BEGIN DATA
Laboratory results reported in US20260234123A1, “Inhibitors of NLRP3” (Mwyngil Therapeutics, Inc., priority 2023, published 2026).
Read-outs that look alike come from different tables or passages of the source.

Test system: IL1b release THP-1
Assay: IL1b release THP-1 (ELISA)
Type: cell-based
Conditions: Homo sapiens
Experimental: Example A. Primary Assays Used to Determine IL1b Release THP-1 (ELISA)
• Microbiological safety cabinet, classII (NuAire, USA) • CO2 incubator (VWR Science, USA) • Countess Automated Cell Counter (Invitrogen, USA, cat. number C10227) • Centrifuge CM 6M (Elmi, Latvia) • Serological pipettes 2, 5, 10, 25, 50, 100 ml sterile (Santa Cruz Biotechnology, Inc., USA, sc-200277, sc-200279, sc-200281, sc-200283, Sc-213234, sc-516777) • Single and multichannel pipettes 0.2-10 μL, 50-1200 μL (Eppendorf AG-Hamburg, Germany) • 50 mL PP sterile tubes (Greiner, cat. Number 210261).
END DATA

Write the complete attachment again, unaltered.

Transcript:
Laboratory results reported in US20260234123A1, “Inhibitors of NLRP3” (Mwyngil Therapeutics, Inc., priority 2023, published 2026).
Read-outs that look alike come from different tables or passages of the source.

Test system: IL1b release THP-1
Assay: IL1b release THP-1 (ELISA)
Type: cell-based
Conditions: Homo sapiens
Experimental: Example A. Primary Assays Used to Determine IL1b Release THP-1 (ELISA)
• Microbiological safety cabinet, classII (NuAire, USA) • CO2 incubator (VWR Science, USA) • Countess Automated Cell Counter (Invitrogen, USA, cat. number C10227) • Centrifuge CM 6M (Elmi, Latvia) • Serological pipettes 2, 5, 10, 25, 50, 100 ml sterile (Santa Cruz Biotechnology, Inc., USA, sc-200277, sc-200279, sc-200281, sc-200283, Sc-213234, sc-516777) • Single and multichannel pipettes 0.2-10 μL, 50-1200 μL (Eppendorf AG-Hamburg, Germany) • 50 mL PP sterile tubes (Greiner, cat. Number 210261).